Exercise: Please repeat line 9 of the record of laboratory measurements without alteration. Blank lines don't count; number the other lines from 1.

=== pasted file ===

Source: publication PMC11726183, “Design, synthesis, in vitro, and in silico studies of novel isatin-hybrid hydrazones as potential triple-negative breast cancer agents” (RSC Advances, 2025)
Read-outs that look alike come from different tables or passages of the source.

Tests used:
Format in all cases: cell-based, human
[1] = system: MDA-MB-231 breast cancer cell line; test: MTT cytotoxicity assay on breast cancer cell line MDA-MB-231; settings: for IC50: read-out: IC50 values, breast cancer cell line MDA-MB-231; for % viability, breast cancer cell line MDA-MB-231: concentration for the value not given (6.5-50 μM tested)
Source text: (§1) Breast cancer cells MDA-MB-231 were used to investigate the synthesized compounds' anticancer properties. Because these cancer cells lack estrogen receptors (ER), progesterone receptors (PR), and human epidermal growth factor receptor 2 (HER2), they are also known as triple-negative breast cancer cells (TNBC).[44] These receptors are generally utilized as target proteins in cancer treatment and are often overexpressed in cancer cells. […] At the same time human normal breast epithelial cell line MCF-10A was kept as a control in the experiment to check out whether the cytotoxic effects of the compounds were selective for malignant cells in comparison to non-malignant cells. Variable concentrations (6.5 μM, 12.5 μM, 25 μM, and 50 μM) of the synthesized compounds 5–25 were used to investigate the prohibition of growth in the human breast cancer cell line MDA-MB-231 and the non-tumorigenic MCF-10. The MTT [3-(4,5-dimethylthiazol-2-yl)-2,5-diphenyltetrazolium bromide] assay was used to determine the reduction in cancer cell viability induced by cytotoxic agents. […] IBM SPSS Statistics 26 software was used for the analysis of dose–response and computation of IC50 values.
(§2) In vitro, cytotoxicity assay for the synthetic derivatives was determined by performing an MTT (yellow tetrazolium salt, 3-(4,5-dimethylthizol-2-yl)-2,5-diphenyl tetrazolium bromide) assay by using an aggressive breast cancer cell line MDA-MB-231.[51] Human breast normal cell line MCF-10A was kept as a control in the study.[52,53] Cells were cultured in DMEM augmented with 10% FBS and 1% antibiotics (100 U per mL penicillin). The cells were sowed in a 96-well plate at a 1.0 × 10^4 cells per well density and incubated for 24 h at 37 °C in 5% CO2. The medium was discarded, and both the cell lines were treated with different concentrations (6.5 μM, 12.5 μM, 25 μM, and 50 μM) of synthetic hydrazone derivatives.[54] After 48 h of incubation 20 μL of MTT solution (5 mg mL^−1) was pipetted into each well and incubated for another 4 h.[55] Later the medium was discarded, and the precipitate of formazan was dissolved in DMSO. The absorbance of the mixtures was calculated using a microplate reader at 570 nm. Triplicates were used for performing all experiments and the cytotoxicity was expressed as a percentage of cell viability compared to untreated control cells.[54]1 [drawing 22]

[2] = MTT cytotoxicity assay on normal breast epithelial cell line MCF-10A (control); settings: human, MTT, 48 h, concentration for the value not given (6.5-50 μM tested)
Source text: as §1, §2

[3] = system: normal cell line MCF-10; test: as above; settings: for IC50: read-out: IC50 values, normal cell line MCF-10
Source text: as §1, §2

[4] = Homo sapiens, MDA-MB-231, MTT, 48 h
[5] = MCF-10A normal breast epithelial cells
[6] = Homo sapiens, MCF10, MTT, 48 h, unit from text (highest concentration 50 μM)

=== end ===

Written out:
Source text: as §1, §2